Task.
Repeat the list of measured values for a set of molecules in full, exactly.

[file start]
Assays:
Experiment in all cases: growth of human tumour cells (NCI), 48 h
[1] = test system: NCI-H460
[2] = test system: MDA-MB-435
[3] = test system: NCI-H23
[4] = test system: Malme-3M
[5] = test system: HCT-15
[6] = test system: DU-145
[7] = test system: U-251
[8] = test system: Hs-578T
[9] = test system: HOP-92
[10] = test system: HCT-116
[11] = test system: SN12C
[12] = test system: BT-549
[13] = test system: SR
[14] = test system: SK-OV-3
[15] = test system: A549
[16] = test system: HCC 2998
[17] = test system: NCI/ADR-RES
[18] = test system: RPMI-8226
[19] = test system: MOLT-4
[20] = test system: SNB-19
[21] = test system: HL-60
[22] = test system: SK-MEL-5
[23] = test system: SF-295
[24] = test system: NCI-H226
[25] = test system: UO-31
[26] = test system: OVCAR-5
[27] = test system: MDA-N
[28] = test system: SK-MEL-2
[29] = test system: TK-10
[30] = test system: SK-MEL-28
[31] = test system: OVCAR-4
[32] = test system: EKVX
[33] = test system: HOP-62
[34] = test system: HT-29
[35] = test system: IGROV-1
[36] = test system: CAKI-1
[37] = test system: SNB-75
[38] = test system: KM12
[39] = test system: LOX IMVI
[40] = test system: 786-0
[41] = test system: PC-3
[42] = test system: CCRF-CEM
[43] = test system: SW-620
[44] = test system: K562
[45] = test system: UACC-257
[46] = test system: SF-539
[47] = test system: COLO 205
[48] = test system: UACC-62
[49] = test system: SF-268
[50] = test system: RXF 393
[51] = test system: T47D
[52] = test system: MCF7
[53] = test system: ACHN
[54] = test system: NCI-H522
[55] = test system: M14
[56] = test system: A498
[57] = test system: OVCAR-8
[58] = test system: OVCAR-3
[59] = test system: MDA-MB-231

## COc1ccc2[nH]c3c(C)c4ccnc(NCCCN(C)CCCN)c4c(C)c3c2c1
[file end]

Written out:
Assays:
Experiment in all cases: growth of human tumour cells (NCI), 48 h
[1] = test system: NCI-H460
[2] = test system: MDA-MB-435
[3] = test system: NCI-H23
[4] = test system: Malme-3M
[5] = test system: HCT-15
[6] = test system: DU-145
[7] = test system: U-251
[8] = test system: Hs-578T
[9] = test system: HOP-92
[10] = test system: HCT-116
[11] = test system: SN12C
[12] = test system: BT-549
[13] = test system: SR
[14] = test system: SK-OV-3
[15] = test system: A549
[16] = test system: HCC 2998
[17] = test system: NCI/ADR-RES
[18] = test system: RPMI-8226
[19] = test system: MOLT-4
[20] = test system: SNB-19
[21] = test system: HL-60
[22] = test system: SK-MEL-5
[23] = test system: SF-295
[24] = test system: NCI-H226
[25] = test system: UO-31
[26] = test system: OVCAR-5
[27] = test system: MDA-N
[28] = test system: SK-MEL-2
[29] = test system: TK-10
[30] = test system: SK-MEL-28
[31] = test system: OVCAR-4
[32] = test system: EKVX
[33] = test system: HOP-62
[34] = test system: HT-29
[35] = test system: IGROV-1
[36] = test system: CAKI-1
[37] = test system: SNB-75
[38] = test system: KM12
[39] = test system: LOX IMVI
[40] = test system: 786-0
[41] = test system: PC-3
[42] = test system: CCRF-CEM
[43] = test system: SW-620
[44] = test system: K562
[45] = test system: UACC-257
[46] = test system: SF-539
[47] = test system: COLO 205
[48] = test system: UACC-62
[49] = test system: SF-268
[50] = test system: RXF 393
[51] = test system: T47D
[52] = test system: MCF7
[53] = test system: ACHN
[54] = test system: NCI-H522
[55] = test system: M14
[56] = test system: A498
[57] = test system: OVCAR-8
[58] = test system: OVCAR-3
[59] = test system: MDA-MB-231

## COc1ccc2[nH]c3c(C)c4ccnc(NCCCN(C)CCCN)c4c(C)c3c2c1